In HOPE 7.36 

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David Timms  

Merry Christmas

I extend my sincerest thanks to each of you who has graciously received "In HOPE" throughout 2007. It's been a joy to journey with you for another year. May your celebration of the coming of Christ be filled with joy and blessing. The next issue of "In HOPE" will likely be in mid-January. Grace and peace.  -- David T.

Hope Happenings

This past Tuesday evening (December 18), the Fullerton City Council approved the re-development of the southern 7 acres of the Hope campus. This approval sets in motion an exciting chain of events that will dramatically change the future of the University. In the next four months it means the eradication of most of our long-term debt and the re-location of two of our schools (School of Professional Studies and School of Graduate Studies) to new premises south of the current campus. It also promises a future outstanding housing option for our students. We thank the Lord for His leading to this point and look forward to the new year and new opporuntiies.

Hope International University
Fullerton  CA  92831


"We must not measure greatness from the mansion down but from the manger up."  -- Jesse Jackson

Our Manger

Modern nativity scenes violate the significance of that first Christmas.

Mary sits smiling -- no evidence of labor; no strain etched on her face; serene, not exhausted. And Joseph stands humbly by as wise men present gifts to a silent and well-behaved baby. Even the animals could audition for Charlotte's Web -- all attentive to the wondrous moment. The entire scene is sanitized and orderly ... and false.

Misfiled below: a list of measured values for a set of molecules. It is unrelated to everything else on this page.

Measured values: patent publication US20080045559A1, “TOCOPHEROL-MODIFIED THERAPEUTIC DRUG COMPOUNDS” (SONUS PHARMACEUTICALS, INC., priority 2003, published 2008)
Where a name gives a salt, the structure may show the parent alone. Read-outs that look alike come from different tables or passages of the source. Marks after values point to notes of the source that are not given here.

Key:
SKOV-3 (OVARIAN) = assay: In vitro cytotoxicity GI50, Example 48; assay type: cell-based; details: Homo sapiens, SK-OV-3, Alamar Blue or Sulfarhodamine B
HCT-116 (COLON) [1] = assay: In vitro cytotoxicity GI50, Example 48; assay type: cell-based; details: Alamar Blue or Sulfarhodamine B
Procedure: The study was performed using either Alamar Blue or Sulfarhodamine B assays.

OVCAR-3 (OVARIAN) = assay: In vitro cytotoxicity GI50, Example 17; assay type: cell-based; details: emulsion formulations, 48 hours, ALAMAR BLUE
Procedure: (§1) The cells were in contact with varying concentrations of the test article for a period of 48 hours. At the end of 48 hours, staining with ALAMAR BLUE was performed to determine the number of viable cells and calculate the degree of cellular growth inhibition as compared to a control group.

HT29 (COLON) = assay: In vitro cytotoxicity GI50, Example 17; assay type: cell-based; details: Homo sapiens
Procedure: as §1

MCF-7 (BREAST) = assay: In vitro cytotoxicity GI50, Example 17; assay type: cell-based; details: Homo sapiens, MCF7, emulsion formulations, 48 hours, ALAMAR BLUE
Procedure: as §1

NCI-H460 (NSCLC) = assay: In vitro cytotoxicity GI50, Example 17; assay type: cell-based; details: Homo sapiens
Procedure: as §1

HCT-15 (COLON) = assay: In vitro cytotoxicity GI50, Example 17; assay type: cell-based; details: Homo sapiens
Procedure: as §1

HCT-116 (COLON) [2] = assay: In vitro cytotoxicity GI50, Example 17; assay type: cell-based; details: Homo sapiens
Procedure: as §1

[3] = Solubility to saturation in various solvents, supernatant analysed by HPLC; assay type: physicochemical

The original manger scene would shock our sensibilities. Mangers were messy. Barns (or caves) couldn't be kept clean, let alone sterile. Animals do what animals do. And human birth is hardly a ticket to the ballet.

God chose this delivery room for His Son?

What does it say about a God who can't - or won't - organize something more secure, more classy, more splendid? His Son deserved the best. This birth began a quest. Could it not have started in a warm, safe place with family and friends to support and celebrate? Why would we choose such a hazardous entrance into the world?

The manger provides the greatest object lesson before the Cross. It speaks softly but decisively to any of us with ears to hear.

Jesus continues to be born in the manger of our hearts, without reservation. The Savior does not look for the safe, the sanitary, the sheltered, or the secure. He does not avoid the putrid, the decadent, or the distasteful. Our mess -- our "stuff" -- cannot hinder His coming.

Good news! No condition whatsoever can hamper the coming of Christ, if we'll but make the space available to Him. While we may want to dust and scrub, shovel and deodorize, wash and freshen up the manger of our hearts, He needs only the nod to come.

What does that first manger -- rough and raw as it was -- say about God? Everything we need to know. He comes to the hurt and the helpless, the harrowed and the homeless, the disheveled and downtrodden. Nothing can stop Him coming.

This Christmas, may the sweet nativities prompt us to rejoice in the Christ of "our manger" and may He come again to you. O come, O come, Emmanuel!




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David Timms serves in the Graduate Ministry Department at Hope International University in Fullerton, California. "In HOPE", however, is not an official publication of the University and the views expressed are not necessarily those of the Administrators or Board. "In HOPE" has been a regular e-publication since January, 2001.